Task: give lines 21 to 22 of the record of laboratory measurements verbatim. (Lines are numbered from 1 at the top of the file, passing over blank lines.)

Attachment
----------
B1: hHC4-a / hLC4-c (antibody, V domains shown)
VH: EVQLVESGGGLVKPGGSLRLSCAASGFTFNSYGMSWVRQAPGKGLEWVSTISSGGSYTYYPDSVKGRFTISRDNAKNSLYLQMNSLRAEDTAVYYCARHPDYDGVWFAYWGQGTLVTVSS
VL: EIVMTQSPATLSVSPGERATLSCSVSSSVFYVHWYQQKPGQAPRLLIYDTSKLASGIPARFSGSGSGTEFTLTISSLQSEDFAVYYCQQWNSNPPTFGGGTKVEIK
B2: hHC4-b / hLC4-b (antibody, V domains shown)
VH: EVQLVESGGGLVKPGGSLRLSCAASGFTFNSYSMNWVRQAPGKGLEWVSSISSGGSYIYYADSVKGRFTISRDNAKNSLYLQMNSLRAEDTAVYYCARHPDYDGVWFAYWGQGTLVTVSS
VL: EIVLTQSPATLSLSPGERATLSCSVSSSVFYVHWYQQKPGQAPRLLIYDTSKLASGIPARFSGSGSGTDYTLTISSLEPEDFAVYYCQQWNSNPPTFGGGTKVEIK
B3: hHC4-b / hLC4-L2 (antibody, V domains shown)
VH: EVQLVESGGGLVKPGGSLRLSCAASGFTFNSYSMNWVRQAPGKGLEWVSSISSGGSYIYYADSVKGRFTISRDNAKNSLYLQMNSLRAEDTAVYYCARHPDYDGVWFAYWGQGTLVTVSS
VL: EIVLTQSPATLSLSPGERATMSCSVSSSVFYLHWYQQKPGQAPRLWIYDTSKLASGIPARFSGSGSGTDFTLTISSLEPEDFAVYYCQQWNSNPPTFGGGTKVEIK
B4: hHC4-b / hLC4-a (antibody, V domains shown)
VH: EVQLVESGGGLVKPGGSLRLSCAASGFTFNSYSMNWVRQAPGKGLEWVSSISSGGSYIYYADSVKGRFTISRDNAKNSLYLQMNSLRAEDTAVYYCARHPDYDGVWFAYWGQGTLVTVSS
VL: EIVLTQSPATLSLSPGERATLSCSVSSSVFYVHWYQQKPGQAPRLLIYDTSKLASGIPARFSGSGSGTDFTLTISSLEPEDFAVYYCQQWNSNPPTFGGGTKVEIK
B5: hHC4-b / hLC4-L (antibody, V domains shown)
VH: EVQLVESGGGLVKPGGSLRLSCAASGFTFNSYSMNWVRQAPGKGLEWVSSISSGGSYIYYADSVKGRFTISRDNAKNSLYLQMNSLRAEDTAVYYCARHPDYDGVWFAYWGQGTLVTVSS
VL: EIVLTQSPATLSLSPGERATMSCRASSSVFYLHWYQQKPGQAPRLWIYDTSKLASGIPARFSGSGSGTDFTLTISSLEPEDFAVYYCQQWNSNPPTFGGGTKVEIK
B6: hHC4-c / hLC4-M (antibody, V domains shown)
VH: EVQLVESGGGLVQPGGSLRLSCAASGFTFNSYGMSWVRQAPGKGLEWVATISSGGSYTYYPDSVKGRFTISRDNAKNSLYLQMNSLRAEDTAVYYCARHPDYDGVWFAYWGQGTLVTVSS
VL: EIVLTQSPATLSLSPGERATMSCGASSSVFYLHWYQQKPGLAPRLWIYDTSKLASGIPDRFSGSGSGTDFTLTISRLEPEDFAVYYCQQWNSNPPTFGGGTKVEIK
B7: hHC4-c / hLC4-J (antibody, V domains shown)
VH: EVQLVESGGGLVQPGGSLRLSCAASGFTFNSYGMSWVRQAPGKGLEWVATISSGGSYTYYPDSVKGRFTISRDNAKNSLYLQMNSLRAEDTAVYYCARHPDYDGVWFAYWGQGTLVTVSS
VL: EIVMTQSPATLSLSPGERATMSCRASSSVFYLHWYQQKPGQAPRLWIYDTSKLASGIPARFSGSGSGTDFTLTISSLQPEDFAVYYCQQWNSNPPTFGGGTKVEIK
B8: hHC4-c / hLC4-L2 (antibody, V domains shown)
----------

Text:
VL: EIVMTQSPATLSLSPGERATMSCRASSSVFYLHWYQQKPGQAPRLWIYDTSKLASGIPARFSGSGSGTDFTLTISSLQPEDFAVYYCQQWNSNPPTFGGGTKVEIK
B8: hHC4-c / hLC4-L2 (antibody, V domains shown)